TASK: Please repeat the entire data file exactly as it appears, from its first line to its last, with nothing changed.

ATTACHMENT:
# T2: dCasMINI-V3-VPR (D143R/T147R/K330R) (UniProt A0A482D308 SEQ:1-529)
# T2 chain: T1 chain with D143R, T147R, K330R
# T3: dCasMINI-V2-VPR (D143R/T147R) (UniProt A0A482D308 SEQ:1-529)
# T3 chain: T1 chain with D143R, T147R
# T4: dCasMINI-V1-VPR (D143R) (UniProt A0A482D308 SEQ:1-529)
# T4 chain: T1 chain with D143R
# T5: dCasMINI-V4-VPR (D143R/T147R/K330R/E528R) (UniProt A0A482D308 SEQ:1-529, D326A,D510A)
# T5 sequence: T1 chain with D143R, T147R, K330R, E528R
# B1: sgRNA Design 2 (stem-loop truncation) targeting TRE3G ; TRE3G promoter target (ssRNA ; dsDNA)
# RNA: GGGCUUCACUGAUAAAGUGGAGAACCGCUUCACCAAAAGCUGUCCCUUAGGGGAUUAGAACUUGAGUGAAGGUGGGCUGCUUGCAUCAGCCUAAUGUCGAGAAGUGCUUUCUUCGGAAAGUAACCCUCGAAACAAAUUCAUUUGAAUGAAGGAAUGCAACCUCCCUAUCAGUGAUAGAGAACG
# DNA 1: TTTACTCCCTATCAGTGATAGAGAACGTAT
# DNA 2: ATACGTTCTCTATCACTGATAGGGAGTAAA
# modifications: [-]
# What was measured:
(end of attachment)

# T2: dCasMINI-V3-VPR (D143R/T147R/K330R) (UniProt A0A482D308 SEQ:1-529)
# T2 chain: T1 chain with D143R, T147R, K330R
# T3: dCasMINI-V2-VPR (D143R/T147R) (UniProt A0A482D308 SEQ:1-529)
# T3 chain: T1 chain with D143R, T147R
# T4: dCasMINI-V1-VPR (D143R) (UniProt A0A482D308 SEQ:1-529)
# T4 chain: T1 chain with D143R
# T5: dCasMINI-V4-VPR (D143R/T147R/K330R/E528R) (UniProt A0A482D308 SEQ:1-529, D326A,D510A)
# T5 sequence: T1 chain with D143R, T147R, K330R, E528R
# B1: sgRNA Design 2 (stem-loop truncation) targeting TRE3G ; TRE3G promoter target (ssRNA ; dsDNA)
# RNA: GGGCUUCACUGAUAAAGUGGAGAACCGCUUCACCAAAAGCUGUCCCUUAGGGGAUUAGAACUUGAGUGAAGGUGGGCUGCUUGCAUCAGCCUAAUGUCGAGAAGUGCUUUCUUCGGAAAGUAACCCUCGAAACAAAUUCAUUUGAAUGAAGGAAUGCAACCUCCCUAUCAGUGAUAGAGAACG
# DNA 1: TTTACTCCCTATCAGTGATAGAGAACGTAT
# DNA 2: ATACGTTCTCTATCACTGATAGGGAGTAAA
# modifications: [-]
# What was measured: